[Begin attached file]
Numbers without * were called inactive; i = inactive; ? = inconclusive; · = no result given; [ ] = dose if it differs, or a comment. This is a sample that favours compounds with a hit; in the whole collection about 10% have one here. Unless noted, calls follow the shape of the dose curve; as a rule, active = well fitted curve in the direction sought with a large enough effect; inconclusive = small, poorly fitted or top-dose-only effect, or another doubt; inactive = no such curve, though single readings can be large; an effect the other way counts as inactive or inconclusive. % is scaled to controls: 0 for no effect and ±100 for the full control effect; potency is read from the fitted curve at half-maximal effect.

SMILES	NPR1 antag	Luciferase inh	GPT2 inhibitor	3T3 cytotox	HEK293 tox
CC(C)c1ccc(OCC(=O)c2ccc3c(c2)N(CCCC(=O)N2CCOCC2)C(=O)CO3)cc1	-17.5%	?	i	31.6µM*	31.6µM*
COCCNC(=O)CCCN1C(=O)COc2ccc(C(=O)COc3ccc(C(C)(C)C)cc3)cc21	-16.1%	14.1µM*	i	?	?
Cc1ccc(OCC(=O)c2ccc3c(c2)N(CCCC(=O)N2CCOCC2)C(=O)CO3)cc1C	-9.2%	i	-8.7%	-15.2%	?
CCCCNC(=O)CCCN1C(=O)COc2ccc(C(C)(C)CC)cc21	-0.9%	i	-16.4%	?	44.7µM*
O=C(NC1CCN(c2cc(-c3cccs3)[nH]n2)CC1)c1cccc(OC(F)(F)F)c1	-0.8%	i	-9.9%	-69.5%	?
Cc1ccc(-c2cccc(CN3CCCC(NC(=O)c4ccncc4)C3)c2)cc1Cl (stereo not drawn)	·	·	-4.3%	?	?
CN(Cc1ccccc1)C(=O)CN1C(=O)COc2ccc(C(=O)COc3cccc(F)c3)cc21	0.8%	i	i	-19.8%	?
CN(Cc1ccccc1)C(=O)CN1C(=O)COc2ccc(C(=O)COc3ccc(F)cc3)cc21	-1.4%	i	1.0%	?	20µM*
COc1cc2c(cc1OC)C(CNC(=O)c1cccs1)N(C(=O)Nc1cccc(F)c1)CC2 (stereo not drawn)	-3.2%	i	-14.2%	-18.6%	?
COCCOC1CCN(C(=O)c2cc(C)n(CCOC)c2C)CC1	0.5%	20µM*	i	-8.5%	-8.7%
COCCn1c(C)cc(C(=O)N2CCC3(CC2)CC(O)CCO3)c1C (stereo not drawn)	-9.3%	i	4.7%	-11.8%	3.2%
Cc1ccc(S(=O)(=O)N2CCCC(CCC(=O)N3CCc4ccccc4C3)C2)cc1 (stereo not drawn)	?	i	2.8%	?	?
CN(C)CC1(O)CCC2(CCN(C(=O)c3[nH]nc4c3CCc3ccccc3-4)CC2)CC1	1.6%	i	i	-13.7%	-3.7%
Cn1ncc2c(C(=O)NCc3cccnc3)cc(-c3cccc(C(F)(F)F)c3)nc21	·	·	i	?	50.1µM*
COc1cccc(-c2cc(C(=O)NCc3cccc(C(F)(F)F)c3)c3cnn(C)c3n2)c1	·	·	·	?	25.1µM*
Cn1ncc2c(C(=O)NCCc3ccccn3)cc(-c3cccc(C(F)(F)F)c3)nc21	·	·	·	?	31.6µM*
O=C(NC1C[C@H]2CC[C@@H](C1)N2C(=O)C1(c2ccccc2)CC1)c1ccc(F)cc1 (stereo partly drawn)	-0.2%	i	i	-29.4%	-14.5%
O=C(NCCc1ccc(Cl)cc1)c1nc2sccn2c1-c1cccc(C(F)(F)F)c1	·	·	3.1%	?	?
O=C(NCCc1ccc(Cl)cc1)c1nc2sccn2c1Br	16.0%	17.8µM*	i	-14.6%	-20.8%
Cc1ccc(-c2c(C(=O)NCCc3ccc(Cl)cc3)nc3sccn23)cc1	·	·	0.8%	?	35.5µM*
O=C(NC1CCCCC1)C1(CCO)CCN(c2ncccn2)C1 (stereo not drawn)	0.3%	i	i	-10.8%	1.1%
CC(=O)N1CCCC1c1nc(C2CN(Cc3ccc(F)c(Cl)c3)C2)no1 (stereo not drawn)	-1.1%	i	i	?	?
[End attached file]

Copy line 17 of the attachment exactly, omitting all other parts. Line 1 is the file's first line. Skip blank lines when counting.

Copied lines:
COc1cccc(-c2cc(C(=O)NCc3cccc(C(F)(F)F)c3)c3cnn(C)c3n2)c1	·	·	·	?	25.1µM*